Iraq's deepening sectarian divide threatens to derail planned national peace talks before they even begin, as parties made their first boycott threats with less than a week to go.
Prime Minister Nuri al-Maliki's government announced on Friday that a National Reconciliation Conference would begin on December 16, in a bid to stem a rising tide of murderous violence by Shiite and Sunni factions.
|An Iraq militia|
The urgency of the talks was underlined Saturday when suspected Sunni extremists detonated a car bomb near a revered Shiite shrine in the central city of Karbala, killed five civilians and wounded 47 more.
But the initial reactions to the invitation from Iraq's political groups only served to emphasise the deep bitterness and suspicion they will bring with them to the negotiating table -- if they come at all.
The factions disagree about the guestlist for the talks, with some Sunni leaders arguing that former members of ousted president Saddam Hussein's Baath party should attend, an idea fiercely opposed by the Shiites.
"They have to extend an invitation to the Baath party and to resistance parties. They deserve such an invitation," said Khalaf al-Alyan of the Iraqi National Dialogue Council, one of the Sunni parliamentary blocs.
"The Baath party was the ruling party and has to be invited, otherwise who would you reconcile with?" he asked, speaking by telephone from Amman.
A lawmaker from Shiite radical leader Moqtada al-Sadr's bloc rejected the idea out of hand. Iraq's Shiite and Kurdish populations bore the brunt of Saddam's brutality when he was in power and now favour purging Baathists.
"Our stand was obvious from the beginning. We will not sit at a table with the Saddamists and Baathists," said Saleh Hassan Issa al-Igaili.
"They have gone and good riddance. No one should sympathise with them. They have sold the country and facilitated the invasion of the occupier," he said, blaming Saddam's regime for provoking the US-led invasion of March 2003.
"They are now trying to return to Iraq by any means," he charged.
Another Shiite lawmaker, this one from the powerful Supreme Council for the Islamic Revolution in Iraq (SCIRI), supported the view.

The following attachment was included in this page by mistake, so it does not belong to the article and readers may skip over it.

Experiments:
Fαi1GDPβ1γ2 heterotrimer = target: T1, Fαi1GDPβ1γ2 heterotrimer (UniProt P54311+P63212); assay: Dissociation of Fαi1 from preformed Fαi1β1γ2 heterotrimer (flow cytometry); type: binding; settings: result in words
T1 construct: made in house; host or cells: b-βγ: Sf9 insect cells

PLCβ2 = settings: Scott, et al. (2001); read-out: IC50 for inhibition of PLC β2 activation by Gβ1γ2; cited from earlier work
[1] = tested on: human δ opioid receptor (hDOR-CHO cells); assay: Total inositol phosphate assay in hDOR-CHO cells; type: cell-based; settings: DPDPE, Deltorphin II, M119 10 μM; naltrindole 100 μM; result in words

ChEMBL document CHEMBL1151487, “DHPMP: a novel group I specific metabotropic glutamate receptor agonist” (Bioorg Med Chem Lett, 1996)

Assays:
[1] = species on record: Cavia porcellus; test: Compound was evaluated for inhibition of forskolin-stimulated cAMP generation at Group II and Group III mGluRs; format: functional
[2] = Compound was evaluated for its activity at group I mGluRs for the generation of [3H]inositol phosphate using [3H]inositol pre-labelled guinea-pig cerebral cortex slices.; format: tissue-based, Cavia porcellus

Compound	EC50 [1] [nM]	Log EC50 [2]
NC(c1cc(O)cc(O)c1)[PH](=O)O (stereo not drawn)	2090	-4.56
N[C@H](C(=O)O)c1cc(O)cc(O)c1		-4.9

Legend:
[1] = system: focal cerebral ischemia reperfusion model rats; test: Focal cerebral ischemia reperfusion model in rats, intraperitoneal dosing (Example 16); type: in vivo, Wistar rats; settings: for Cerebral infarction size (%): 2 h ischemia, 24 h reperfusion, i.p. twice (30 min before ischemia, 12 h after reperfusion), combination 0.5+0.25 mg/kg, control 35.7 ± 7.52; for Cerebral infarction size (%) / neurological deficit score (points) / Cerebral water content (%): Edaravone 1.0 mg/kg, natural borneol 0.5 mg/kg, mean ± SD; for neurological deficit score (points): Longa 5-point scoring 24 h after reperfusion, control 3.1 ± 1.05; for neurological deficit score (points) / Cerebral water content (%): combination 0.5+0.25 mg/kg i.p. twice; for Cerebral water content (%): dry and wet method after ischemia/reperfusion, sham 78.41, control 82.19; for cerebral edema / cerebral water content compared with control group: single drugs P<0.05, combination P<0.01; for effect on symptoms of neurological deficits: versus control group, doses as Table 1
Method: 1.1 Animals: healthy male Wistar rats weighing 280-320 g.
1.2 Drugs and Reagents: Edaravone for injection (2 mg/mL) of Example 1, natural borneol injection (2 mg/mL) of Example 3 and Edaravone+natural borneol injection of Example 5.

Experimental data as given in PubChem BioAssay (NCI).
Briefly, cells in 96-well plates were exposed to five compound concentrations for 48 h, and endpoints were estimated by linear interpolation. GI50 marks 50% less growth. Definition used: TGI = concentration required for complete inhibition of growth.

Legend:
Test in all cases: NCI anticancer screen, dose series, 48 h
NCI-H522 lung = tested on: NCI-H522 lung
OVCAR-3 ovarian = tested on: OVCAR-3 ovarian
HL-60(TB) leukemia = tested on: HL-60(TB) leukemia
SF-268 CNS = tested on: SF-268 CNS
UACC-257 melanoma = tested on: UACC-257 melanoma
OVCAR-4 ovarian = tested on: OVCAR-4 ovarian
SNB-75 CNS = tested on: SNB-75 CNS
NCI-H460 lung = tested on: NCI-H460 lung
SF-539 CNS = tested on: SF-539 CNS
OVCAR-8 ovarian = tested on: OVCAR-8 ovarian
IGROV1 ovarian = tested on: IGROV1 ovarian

"How can we negotiate with criminals and those whose hands are stained with blood?" he demanded, speaking on condition of anonymity. "There's no way to sit and negotiate with Baathists."
Nevertheless, a senior Kurdish lawmaker and member of Maliki's Higher Committee on Dialogue, said that some supporters of the former regime may be invited in order to create a representative conference.
"The government has sent envoys to Jordan, Egypt and United Arab Emirates to invite opposition forces -- including some Baathists -- to the conference," Mahmud Othman told AFP.
"We do not know whether they will accept this invitation or not. Their attendance is not sure," he added, while insisting that former foes must be invited into the peace process if it is to succeed.
"If those attending were from outside the political process, that would be useful and significant," he said.
But he added, optimistically: "If the conference was only for those parties who are within the current political process, it would still be useful as there are huge problems among the current political blocs."
Meanwhile, one key Sunni faction announced an outright boycott.
The Muslim Scholars' Association, a Sunni clerics' organisation with alleged links to some of the insurgent groups fighting in Iraq, said it had not yet been invited but would not come if asked.
"The association will not participate in the reconciliation conference as proposed by the government," said spokesman Sheikh Mohammed Bashar al-Faidhi.
"We have seen in the past more than once that the government signs some agreements and later goes back on them," he told AFP, referring to a peace conference in Cairo last year.
The association's head, Sheikh Hareth al-Dhari, is currently outside Iraq and wanted by the government for allegedly inciting sectarian violence against the country's Shiite majority.
The December 16 conference was first due to take place in early 2006 but had been postponed due to an upsurge in the violence plaguing Iraq following a bomb attack in February on a revered Shiite shrine in Samarra.
Now, more than 100 Iraqis are being killed every day and Iraq's leaders are under pressure from some of their own supporters and from the United States to broker a political truce and isolate extremists.
But it is far from clear whether Maliki himself, a Shiite hardliner elected prime minister thanks to votes from Sadr's radical bloc, is in a position to reconcile factions embittered by months of bloodshed.
"The government calls for reconciliation while it sends its militia into certain regions of Baghdad to kill" Sunni Arabs, Alyan charged.
"We are disappointed. If they want reconciliation, they have to stop their militias from killing Sunnis or kidnapping them."
The Sunni leader demanded instead an international conference of the sort urged by UN Secretary General Kofi Annan, an idea already firmly rejected by Maliki, President Jalal Talabani and SCIRI's Abdel Aziz al-Hakim.